Inside the Lightbox is a new sponsored feature where we mine the extensive Lightbox catalogue for cool shows you might like to watch. This week, Alex Casey gives you a full rundown of all the blood-soaked, history-rich and superhero-stuffed shows arriving throughout April. //
Wolf Hall (April 1)
Based on the already classic Hilary Mantel novels Wolf Hall and Bring Up The Bodies, this BBC series is a rich historical drama set within a very tense Tudor England. The story follows the ascension of Thomas Cromwell (Mark Rylance), the lowly son of a blacksmith who skilfully connives his way through the expansive Tudor ranks to become the chief minister of King Henry VIII (played by Homeland‘s Damian Lewis).
The performances in Wolf Hall have been universally applauded by UK critics. Homeland’s Lewis ditches the khaki to play the most mercurial version of Henry VII possible. “Damian Lewis is so good as the capricious monarch that at times you want to slap some sense into him and remind him to stop being such a prima donna,” writes The Independent. In the role of enigmatic Cromwell is Mark Rylance, who performs the complex character with astounding restraint. In a world where ‘man is wolf to man’, Wolf Hall delivers a riveting historical drama for a modern audience.
Downton Abbey Season 5 (April 1)
A show that needs almost no introduction, the fifth season of Downton Abbey arrives on Lightbox April 1. Bringing back all your old favourites such as Maggie Smith, Hugh Bonneville and Michelle Dockery, the 1924 period drama continues to deliver more upstairs-downstairs drama than a possessed slinky.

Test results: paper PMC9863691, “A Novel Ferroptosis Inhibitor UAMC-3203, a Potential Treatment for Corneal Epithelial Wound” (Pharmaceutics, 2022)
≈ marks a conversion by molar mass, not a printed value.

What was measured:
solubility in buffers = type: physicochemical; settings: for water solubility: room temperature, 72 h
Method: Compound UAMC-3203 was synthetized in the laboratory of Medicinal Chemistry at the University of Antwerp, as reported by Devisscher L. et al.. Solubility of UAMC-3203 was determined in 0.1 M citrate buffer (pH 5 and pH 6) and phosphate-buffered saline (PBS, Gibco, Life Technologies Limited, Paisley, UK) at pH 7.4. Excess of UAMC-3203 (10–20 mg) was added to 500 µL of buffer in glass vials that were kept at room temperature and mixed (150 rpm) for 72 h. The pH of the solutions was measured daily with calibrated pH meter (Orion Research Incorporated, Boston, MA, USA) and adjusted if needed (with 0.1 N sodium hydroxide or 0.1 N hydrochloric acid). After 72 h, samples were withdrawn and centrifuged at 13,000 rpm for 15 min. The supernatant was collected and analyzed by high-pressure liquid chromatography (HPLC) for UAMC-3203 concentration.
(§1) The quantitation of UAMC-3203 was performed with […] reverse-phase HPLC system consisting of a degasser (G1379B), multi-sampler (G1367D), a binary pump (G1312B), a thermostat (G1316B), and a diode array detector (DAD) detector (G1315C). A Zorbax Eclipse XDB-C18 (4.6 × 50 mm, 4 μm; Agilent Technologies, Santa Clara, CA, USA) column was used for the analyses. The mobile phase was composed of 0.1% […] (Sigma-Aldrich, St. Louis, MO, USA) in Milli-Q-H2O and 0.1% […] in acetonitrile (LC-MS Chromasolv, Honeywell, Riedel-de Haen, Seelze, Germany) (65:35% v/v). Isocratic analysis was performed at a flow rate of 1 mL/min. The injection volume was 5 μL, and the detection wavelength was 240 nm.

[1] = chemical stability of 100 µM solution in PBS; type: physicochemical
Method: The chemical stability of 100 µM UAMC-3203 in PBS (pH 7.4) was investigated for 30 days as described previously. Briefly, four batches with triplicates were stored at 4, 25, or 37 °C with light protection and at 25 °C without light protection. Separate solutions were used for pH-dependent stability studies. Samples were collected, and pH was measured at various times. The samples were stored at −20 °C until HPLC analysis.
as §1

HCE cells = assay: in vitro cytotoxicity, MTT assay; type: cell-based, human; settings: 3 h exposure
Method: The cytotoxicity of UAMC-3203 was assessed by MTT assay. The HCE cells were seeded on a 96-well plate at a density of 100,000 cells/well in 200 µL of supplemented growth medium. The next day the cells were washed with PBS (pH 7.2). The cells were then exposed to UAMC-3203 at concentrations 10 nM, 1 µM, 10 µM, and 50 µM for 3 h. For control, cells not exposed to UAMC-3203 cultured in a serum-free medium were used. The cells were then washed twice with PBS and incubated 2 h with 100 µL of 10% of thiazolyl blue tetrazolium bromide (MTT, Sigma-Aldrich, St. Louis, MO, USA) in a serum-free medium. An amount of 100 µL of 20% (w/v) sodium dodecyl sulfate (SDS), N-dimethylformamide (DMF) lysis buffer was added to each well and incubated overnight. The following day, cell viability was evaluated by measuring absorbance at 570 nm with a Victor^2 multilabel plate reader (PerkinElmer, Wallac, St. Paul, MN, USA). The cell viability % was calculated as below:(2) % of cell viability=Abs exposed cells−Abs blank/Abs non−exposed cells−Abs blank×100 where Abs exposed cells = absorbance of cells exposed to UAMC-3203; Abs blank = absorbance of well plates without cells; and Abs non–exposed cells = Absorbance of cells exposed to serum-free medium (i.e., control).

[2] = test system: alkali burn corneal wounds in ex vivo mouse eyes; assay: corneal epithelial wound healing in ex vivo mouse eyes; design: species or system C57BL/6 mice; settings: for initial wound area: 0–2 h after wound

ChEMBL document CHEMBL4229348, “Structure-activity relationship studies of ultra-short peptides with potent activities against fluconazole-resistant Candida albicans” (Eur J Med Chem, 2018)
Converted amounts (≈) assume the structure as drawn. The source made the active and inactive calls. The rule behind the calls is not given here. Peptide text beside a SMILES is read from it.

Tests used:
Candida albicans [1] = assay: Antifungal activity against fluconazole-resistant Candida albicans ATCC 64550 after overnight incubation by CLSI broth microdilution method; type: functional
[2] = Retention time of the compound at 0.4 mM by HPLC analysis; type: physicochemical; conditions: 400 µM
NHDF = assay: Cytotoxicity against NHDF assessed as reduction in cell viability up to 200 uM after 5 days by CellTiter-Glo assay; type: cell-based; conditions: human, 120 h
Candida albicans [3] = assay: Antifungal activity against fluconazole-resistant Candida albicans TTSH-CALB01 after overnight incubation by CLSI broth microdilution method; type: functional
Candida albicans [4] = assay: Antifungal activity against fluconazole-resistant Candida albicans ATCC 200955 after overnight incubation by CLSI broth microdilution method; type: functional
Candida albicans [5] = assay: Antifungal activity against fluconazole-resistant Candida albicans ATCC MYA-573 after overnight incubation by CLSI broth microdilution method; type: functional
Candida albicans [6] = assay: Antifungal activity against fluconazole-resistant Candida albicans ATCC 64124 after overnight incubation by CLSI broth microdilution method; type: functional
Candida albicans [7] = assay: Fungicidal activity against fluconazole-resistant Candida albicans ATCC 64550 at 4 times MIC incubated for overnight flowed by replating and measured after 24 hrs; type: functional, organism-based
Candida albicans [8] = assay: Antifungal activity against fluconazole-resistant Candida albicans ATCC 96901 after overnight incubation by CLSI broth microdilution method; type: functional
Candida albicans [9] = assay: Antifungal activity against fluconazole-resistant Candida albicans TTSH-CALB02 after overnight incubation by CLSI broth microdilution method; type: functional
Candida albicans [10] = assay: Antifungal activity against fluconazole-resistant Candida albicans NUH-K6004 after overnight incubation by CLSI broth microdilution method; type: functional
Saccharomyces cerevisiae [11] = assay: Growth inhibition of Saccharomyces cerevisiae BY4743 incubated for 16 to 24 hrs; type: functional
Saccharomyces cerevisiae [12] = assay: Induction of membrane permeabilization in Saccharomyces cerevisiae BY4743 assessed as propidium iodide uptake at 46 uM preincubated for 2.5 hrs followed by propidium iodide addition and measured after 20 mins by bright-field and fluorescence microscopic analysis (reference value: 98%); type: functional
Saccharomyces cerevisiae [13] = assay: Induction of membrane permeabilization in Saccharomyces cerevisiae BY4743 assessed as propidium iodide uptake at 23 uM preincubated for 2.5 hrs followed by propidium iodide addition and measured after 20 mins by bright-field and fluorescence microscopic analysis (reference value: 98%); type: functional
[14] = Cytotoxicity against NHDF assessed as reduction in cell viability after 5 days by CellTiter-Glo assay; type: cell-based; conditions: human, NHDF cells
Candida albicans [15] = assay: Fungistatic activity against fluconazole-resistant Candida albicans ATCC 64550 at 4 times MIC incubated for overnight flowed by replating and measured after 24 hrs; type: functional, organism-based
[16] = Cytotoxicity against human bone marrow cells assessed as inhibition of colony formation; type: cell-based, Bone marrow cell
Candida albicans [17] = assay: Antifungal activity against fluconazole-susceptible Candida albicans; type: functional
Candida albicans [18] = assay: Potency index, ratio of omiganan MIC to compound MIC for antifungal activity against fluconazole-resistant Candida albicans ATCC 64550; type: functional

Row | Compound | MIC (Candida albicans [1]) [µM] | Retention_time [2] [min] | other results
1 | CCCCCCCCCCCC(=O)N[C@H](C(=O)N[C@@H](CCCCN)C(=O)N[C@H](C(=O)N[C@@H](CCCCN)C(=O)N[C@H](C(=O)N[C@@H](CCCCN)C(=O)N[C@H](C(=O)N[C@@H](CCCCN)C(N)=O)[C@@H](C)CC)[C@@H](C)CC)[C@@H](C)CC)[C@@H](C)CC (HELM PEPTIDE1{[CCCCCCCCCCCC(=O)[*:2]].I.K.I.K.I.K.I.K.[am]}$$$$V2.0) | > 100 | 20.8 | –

Intricately weaving together the stories of characters throughout the English country estate, Downton Abbey delivers yet another season of new revelations, new lovers and brand new characters.
American Horror Story S3: Coven (April 1)
The third season in the skin-crawling anthology series American Horror Story arrives to Lightbox on April 1st. Set in the present, with characteristically AHS flashbacks to 1830s, 1910s, and 1970s, AHS: Coven casts a creepy spell on you as it follows modern day witches in New Orleans, Louisiana. All residing under one roof at Miss Robichaux’s Academy, there’s a more concentrated dosage of witches here than anything Roald Dahl ever could dream up. From Fiona (played by the inimitable Jessica Lange) the Supreme Witch to Zoe Benson, a rookie witch who can make men have a brain haemorrhages during sexual intercourse, it’s a notch up from the Sabrina for sure.
“You girls need to fight,” the Supreme Witch warns, “because when witches don’t fight – they burn.” It’s a bubbling cauldron of terror, wicked humour and enchanting performances, and definitely not for the faint of heart.
Outlander Season One, Part Two (April 5)
The premiere of part two of Outlander’s first season arrives to exclusively Lightbox on express delivery at 4.30pm on Sunday April 5. Just like the resurrection of another ripped long hair, Jamie will rise again this Easter Sunday. For those unfamiliar with Outlander, the show’s based on a series wildly popular historical romance novels by Diana Gabaldon. The story follows Claire, a nurse in 1946 who, whilst on holiday in the Scottish Highlands with her husband, falls through mystical standing stones and finds herself transported to 1743. Classic getaway.